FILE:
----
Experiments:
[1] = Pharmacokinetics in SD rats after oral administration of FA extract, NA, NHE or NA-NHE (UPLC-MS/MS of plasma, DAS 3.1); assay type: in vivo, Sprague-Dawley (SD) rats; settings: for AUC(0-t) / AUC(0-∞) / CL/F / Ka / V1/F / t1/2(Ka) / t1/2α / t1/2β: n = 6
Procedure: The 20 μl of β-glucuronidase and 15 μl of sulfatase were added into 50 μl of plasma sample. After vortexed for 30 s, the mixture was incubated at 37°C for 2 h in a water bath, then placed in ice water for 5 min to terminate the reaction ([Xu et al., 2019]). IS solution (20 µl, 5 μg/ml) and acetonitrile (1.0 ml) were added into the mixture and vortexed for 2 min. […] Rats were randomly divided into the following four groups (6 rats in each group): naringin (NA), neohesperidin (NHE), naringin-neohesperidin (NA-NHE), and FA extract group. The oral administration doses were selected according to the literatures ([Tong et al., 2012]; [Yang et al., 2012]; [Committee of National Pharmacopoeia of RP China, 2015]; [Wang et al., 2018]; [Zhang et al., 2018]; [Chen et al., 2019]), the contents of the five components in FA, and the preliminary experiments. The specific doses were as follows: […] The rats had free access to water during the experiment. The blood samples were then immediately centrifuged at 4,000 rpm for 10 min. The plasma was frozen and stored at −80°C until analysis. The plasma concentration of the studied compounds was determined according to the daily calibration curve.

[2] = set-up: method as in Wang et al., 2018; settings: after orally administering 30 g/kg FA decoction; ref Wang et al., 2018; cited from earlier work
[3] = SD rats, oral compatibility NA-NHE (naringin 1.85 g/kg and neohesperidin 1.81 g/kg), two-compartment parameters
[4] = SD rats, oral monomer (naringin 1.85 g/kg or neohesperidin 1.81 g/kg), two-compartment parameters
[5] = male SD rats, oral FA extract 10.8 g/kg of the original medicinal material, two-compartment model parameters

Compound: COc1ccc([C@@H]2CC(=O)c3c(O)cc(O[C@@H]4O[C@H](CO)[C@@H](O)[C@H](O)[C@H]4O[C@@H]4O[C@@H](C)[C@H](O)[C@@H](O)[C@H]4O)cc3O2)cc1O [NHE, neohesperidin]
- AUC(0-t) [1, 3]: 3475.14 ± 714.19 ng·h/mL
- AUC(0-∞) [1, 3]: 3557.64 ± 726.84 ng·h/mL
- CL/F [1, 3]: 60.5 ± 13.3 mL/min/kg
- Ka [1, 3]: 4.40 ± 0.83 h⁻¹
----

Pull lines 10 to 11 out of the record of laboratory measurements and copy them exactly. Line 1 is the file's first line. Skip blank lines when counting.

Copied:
- AUC(0-∞) [1, 3]: 3557.64 ± 726.84 ng·h/mL
- CL/F [1, 3]: 60.5 ± 13.3 mL/min/kg